• Any time you buy used rather than new, you are helping to keep items out of landfills, and keeping the money in your local economy. Supporting the second hand economy with your shopping and donations is a great decision not only for the environment, but also for your wallet.

    How to Deal With Snow: Don’t let winter win

    If this is going to be your first winter in one of Canada’s snowy regions, you may not be very skilled at dealing with snow. Don’t let winter catch you off guard, though. Instead, learn how to deal with the snow and ice before it arrives. Prepare early by investing in snow removal tools, warm winter clothing, winter accessories for your vehicle, and a home emergency kit in case of a storm or power outage. Even if winter seems mild so far this year, don’t be left out in the cold, both literally and figuratively, when harsh weather does hit.

    Use the Right Tools

    There are a range of options available for dealing with snow removal on your property. From shovels to mechanical snow blowers, each tool serves its own purpose, though ultimately they all exist to help clear snow from sidewalks and driveways. If you have a large area to clear and regularly have heavy snow, it may be best to invest in a mechanical snow blower, which can handle large snow-clearing jobs with minimal effort on your part. There are two main types of snow blowers: one-stage and two-stage models. One-stage models are fine for those who have smaller spaces to clear, while two-stage models have the additional capacity to break up compacted clumps of snow and ice and are ideal for large areas.

    For handheld, non-mechanical tools, the snow shovel is the classic all-purpose tool, but it isn’t right for every job. If you have a small amount of loose, powdery snow, use a snow pusher to clear it away rather than a shovel, which is best for scooping and lifting. Pushers won’t work on larger snow piles; that’s what shovels are for. If the small piles of snow are not removed, they could become compacted and build up a layer of ice, which may then require you to invest in a scraper to get rid of it.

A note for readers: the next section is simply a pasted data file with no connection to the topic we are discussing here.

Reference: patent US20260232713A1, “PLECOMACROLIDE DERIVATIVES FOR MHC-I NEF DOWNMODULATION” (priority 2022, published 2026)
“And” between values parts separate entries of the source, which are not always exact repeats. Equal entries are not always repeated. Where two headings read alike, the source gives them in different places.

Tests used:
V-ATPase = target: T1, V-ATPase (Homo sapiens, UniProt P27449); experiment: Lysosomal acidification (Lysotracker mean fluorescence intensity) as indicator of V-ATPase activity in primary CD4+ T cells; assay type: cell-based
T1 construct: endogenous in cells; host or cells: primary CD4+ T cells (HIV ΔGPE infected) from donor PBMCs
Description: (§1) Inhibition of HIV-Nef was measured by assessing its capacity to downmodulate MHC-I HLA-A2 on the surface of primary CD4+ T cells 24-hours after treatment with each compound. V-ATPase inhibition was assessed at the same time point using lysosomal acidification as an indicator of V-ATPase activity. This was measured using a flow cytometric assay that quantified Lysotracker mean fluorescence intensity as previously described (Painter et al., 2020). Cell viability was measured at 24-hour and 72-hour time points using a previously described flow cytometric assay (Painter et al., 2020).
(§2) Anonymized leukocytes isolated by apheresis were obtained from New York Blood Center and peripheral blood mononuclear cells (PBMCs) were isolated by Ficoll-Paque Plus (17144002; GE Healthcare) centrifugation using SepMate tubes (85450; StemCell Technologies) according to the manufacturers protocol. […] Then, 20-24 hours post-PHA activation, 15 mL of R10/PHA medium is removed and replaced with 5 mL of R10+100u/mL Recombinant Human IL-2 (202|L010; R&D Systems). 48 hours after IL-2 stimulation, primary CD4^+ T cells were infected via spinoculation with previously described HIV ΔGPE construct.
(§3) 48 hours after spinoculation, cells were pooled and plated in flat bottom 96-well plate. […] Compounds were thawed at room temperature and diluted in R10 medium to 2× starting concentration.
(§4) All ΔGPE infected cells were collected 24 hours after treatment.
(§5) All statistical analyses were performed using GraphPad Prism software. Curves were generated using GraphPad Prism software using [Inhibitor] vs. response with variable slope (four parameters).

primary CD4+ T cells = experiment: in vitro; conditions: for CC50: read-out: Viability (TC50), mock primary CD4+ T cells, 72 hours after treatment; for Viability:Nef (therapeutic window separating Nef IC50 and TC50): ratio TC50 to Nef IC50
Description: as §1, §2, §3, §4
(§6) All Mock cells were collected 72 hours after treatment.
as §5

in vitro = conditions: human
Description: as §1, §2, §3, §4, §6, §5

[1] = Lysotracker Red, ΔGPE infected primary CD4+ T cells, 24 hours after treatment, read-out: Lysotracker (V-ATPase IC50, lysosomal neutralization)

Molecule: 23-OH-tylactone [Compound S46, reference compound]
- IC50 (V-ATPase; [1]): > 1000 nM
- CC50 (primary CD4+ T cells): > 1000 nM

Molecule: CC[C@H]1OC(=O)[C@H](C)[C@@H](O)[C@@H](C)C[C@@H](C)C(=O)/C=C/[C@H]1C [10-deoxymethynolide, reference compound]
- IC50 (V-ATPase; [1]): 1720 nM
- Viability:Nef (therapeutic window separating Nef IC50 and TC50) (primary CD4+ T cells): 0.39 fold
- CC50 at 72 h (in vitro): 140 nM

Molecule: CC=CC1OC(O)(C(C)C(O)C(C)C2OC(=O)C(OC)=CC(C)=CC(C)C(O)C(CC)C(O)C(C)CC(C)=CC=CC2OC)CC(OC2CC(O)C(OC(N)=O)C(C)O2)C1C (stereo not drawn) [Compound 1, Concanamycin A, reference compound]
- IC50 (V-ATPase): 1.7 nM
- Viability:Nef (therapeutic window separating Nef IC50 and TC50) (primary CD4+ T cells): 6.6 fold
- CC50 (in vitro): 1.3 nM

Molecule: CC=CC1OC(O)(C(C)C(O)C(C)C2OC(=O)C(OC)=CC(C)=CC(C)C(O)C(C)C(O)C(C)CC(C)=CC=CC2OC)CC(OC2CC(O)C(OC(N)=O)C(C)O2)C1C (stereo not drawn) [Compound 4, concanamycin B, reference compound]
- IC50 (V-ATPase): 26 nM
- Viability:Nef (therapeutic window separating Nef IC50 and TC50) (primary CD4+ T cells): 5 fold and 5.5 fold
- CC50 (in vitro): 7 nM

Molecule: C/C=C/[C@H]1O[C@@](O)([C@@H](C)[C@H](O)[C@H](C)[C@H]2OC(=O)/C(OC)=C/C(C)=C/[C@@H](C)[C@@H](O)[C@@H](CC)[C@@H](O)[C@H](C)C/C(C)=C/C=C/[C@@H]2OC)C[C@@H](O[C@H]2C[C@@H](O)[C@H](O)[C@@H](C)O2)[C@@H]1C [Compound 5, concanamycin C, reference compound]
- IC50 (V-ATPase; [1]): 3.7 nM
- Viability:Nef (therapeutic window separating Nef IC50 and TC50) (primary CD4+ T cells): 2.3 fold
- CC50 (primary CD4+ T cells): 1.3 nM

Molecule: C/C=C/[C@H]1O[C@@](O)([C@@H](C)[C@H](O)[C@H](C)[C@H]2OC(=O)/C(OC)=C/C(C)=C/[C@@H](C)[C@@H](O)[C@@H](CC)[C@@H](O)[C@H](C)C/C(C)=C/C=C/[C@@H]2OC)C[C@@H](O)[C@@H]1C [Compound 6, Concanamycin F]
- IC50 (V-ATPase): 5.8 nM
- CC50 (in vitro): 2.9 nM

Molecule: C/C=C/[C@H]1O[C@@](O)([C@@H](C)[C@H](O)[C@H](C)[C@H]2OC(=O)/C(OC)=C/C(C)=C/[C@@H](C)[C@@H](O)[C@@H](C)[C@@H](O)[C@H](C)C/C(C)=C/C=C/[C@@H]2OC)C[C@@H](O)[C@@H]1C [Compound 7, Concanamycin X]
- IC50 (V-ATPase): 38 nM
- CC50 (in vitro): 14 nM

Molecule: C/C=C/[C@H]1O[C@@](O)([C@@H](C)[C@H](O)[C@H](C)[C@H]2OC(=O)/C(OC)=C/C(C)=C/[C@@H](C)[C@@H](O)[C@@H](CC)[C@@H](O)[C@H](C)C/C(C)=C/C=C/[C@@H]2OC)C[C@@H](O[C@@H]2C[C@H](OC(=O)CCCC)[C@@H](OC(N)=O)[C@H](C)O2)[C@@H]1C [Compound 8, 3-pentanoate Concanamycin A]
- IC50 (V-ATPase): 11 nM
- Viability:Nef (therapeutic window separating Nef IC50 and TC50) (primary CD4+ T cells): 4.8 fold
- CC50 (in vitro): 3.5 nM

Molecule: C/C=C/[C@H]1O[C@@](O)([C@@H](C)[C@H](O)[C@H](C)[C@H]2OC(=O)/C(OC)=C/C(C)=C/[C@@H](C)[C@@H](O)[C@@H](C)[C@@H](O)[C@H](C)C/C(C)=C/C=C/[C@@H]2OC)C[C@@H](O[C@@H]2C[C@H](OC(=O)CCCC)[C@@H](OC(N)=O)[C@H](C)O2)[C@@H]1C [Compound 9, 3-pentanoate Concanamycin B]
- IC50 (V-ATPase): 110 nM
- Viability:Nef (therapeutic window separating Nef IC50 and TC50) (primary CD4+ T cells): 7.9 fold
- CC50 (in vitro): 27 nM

Other snow tools, such as roof rakes, may also be necessary. These rakes help clear heavy piles of snow off of your roof, which may save your home from structural damage if you’re dealing with a large amount of snow. It’s also a good idea to have some type of gritty material such as sand or salt to create traction on icy parts of your driveway or walking paths.

    Make an Epic Snowman this Winter!

    If you aren’t already properly equipped with a winter wardrobe, take the time before temperatures dip below freezing to buy yourself a sturdy pair of boots, a warm parka, gloves, a hat, thermal underwear, and any other warm clothing you might need. Wearing several thin layers of clothing is more effective in keeping you warm than one bulky layer. Layering also allows you to remove a layer or two if you get too warm, which prevents excess sweating and actually keeps you warmer. If you are new to an area, don’t hesitate to ask your friends, coworkers, neighbours, or classmates about what to expect during wintertime and what clothing and accessories are best suited for the local climate.